|PRICE:||£3.00 plus £9.85 shipping (for three kits)|
|REVIEWER:||Scott Van Aken|
|NOTES:||Scalextric slot car body kit|
The Ford GT40 was a high performance sports car and winner of the 24 hours of Le Mans four times in a row, from 1966 to 1969 (in 1967 with a different body, though). It was built to win long-distance sports car races against Ferrari (who won at Le Mans six times in a row from 1960 to 1965). That car used the Gurney Weslake engine with the special alloy heads made by Weslake.
The car was named the GT (for Grand Touring) with the 40 representing its overall height of 40 inches (1.02 m, measured at the windshield) as required by the rules. Large displacement Ford V8 engines (4.7 L and 7 L) were used, compared with the Ferrari V12 which displaced 3.0 L or 4.0 L.
Early cars were simply named "Ford GT". The name "GT40" was the name of Ford's project to prepare the cars for the international endurance racing circuit, and the quest to win the 24 Hours of Le Mans. The first 12 "prototype" vehicles carried serial numbers GT-101 through GT-112. The "production" began and the subsequent cars, the MkI, MkIIs, MkIIIs (which were strictly road cars), and MkIVs, numbered GT40P/1000 through GT40P/1145, were officially "GT40s". The name of Ford's project, and the serial numbers dispel the story that "GT40" was "only a nickname."
As some of you may have guessed, this is little more than a plastic kit of a slot car. The Scalextric GT-40 Mk.I has had the chassis replaced with one that cannot be motorized and all the parts have been molded in white so no chrome bits as on the slot car. There are also a couple of other differences. There is no rear spoiler, no driver and no metal radiator grille. The grille and spoiler are shown on the box art car, but that is because this is a photo of a slot car with the driver either air brushed out or removed for the photo session. You can tell as the LED headlights can be seen in the straight on shot. Somewhat a misrepresentation as all the Wyer GT-40s had these features. Adding the spoiler isn't a major hassle as one can be made from plastic card, but it would have been nice to have it included. Just as a note, these Wyer GT-40s were built to compete in the 1968/69 endurance series and are different in several ways from the earlier Mk.I of 1964/65. This means you can't do an early car with this kit, only the later Wyer built versions. Typical with the early Mk.I cars, these were limited to 5.0 liters displacement.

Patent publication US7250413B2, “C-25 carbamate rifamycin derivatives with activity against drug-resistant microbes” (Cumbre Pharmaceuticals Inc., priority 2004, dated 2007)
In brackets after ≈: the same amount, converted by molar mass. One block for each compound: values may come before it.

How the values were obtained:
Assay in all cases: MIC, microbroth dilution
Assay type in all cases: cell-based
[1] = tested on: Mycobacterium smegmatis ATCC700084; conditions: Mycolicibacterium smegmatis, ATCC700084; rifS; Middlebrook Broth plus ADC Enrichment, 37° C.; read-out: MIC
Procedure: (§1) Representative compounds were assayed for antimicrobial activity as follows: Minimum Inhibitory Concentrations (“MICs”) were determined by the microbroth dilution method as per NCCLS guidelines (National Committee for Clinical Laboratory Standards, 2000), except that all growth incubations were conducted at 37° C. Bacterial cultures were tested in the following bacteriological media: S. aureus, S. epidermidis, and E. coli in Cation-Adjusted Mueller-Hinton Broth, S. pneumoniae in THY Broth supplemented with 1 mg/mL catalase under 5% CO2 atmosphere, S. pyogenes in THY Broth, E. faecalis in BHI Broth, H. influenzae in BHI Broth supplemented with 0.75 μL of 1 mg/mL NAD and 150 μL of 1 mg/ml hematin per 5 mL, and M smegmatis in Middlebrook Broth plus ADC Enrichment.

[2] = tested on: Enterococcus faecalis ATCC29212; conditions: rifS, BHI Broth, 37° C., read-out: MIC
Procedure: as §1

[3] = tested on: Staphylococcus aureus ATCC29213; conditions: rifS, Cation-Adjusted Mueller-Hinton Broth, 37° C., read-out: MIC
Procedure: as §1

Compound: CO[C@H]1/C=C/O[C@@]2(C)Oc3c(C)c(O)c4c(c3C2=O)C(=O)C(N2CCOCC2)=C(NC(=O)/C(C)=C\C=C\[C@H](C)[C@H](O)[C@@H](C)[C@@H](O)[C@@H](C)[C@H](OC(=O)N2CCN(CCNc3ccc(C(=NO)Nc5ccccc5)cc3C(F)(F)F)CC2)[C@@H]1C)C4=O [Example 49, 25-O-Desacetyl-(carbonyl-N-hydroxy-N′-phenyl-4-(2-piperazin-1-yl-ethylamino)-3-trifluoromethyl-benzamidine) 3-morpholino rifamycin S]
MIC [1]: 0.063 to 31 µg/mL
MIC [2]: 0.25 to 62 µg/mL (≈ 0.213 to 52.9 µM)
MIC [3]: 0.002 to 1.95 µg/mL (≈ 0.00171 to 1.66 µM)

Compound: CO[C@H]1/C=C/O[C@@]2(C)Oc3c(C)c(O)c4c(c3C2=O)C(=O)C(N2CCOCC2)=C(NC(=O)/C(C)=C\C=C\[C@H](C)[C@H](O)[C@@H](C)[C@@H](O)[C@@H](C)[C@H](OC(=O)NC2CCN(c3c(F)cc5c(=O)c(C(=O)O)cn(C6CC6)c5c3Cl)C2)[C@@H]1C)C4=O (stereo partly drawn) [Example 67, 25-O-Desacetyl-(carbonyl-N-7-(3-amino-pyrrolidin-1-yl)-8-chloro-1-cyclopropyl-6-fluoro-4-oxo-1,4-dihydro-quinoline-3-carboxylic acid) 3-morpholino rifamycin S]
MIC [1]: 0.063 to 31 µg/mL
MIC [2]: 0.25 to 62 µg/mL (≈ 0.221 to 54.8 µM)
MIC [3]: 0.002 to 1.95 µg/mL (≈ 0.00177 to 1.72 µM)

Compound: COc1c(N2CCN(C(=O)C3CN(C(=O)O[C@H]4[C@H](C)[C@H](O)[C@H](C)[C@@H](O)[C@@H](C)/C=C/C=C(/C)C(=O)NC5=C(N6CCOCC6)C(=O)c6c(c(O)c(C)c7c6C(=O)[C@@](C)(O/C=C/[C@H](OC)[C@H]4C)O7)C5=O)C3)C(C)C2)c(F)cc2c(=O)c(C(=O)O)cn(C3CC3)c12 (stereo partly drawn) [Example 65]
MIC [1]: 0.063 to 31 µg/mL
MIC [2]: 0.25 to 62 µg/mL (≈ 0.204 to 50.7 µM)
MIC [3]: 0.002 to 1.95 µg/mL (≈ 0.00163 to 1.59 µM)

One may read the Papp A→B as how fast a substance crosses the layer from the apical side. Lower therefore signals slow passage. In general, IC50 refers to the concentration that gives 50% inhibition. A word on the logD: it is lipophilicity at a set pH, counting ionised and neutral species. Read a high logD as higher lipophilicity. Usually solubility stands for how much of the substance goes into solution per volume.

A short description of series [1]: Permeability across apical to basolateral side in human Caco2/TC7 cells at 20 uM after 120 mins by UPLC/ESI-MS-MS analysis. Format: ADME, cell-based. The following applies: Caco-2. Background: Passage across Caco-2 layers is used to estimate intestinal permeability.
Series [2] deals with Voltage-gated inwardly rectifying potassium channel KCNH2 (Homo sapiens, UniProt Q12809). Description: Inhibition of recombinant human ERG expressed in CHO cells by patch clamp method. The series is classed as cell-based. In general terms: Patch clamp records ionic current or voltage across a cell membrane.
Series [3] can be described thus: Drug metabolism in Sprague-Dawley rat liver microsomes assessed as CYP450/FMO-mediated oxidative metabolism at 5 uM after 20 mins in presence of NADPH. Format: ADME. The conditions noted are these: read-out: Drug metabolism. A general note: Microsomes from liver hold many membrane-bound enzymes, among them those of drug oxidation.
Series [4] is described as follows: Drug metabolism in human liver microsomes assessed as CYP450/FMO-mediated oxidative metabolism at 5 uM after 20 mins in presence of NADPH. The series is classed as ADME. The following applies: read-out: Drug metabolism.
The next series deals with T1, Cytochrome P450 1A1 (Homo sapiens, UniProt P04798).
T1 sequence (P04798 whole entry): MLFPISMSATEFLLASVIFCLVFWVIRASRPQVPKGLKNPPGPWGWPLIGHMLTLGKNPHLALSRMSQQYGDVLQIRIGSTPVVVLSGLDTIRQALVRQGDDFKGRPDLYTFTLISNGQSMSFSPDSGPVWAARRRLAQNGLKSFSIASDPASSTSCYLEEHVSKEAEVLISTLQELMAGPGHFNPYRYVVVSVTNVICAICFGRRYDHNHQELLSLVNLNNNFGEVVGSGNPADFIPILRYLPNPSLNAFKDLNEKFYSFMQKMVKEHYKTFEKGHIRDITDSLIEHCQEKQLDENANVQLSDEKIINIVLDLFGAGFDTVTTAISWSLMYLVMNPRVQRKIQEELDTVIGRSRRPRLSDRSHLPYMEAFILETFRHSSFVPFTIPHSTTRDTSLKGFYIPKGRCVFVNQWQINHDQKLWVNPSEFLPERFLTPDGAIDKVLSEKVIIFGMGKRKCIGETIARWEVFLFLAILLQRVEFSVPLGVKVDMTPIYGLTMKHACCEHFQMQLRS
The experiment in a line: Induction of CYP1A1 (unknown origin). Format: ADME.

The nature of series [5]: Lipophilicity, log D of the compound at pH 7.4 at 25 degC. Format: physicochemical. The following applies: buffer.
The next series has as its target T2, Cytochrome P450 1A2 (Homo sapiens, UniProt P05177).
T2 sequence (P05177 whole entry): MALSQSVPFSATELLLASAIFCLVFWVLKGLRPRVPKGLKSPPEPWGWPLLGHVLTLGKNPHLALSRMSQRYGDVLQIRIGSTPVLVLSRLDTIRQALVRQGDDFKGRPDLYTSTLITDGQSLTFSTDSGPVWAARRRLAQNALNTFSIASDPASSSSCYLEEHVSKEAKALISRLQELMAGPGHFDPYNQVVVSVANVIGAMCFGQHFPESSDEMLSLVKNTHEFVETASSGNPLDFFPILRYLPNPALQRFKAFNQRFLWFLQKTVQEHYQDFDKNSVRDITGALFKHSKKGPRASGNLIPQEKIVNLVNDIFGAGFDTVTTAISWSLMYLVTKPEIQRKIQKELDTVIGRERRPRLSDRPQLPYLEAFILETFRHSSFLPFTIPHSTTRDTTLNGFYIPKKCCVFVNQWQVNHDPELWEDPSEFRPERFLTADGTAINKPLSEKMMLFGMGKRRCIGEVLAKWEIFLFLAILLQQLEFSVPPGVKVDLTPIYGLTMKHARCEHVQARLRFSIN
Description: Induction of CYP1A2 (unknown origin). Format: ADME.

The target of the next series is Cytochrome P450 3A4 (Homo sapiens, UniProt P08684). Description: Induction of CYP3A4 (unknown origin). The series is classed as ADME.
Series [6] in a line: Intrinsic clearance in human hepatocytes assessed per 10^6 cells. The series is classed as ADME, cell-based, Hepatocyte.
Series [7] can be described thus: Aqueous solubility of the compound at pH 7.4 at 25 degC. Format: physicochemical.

What the kit does have are bits and pieces not normally available from Scalextric parts, such as headlight covers, interior, windscreen and the backlight bits. I have several near basket case cars that are missing some of these bits so that is the major attraction to me. The kit has the later six spoke wheels as used on the Wyer GT40s. Those doing earlier cars will need to find those wheels from another source. This kit also includes cement, a brush and three colors of paint; black, silver and light blue (no orange as shown on the back of the box). Frankly, there doesn't look to be enough light blue to paint the car, a typical problem one finds with kits that supply paint. The paint brush looks to be of fairly good quality, unlike the usual cheapies seen in most kits.
The instructions are easy enough to follow if you want to have a static car for your display. The decals are for the #9 car and include the orange stripes and all the other logos required for the car. They are well printed and though I've not used these before, should be good. In line with other kits, the tail light lenses are clear so will need painted. No red is included in the kit so you'll have to look elsewhere for this and the orange that will be needed for the wheels and the lower nose section.
As mentioned, this is a great source for parts and for those wanting a static display car. If you are thinking "I'll just buy all the bits needed and make a full bore slot car out of it", you might want to rethink. Though the kit was cheap (about $5), of the £17.50 it cost to get these cars, nearly £10 of that was shipping. Taking that into consideration, it works out to about $28.00 or a bit more than $9.00 each. Worth it for parts. To buy all the bits needed to make it into a running slot car would easily run another $35 or more. Much cheaper to get a 'car in white' for that purpose as it will include the bits missing from the kit.
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